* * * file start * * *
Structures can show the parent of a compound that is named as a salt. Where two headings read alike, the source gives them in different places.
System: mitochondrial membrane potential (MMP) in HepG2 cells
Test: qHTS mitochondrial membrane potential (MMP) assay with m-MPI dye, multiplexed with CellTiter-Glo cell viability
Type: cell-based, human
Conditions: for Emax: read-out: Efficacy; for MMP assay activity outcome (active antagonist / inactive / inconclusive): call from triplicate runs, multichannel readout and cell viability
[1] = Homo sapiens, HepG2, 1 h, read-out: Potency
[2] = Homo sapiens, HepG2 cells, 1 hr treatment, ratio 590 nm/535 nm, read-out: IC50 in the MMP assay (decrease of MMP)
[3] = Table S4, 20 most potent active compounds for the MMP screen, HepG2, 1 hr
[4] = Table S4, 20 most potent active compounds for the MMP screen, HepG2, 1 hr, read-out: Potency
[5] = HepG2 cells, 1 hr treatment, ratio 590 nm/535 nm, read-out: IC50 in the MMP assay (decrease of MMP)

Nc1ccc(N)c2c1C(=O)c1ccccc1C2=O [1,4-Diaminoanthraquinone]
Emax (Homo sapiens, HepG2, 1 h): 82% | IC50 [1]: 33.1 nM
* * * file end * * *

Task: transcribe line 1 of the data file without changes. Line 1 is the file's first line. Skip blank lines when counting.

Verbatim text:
Structures can show the parent of a compound that is named as a salt. Where two headings read alike, the source gives them in different places.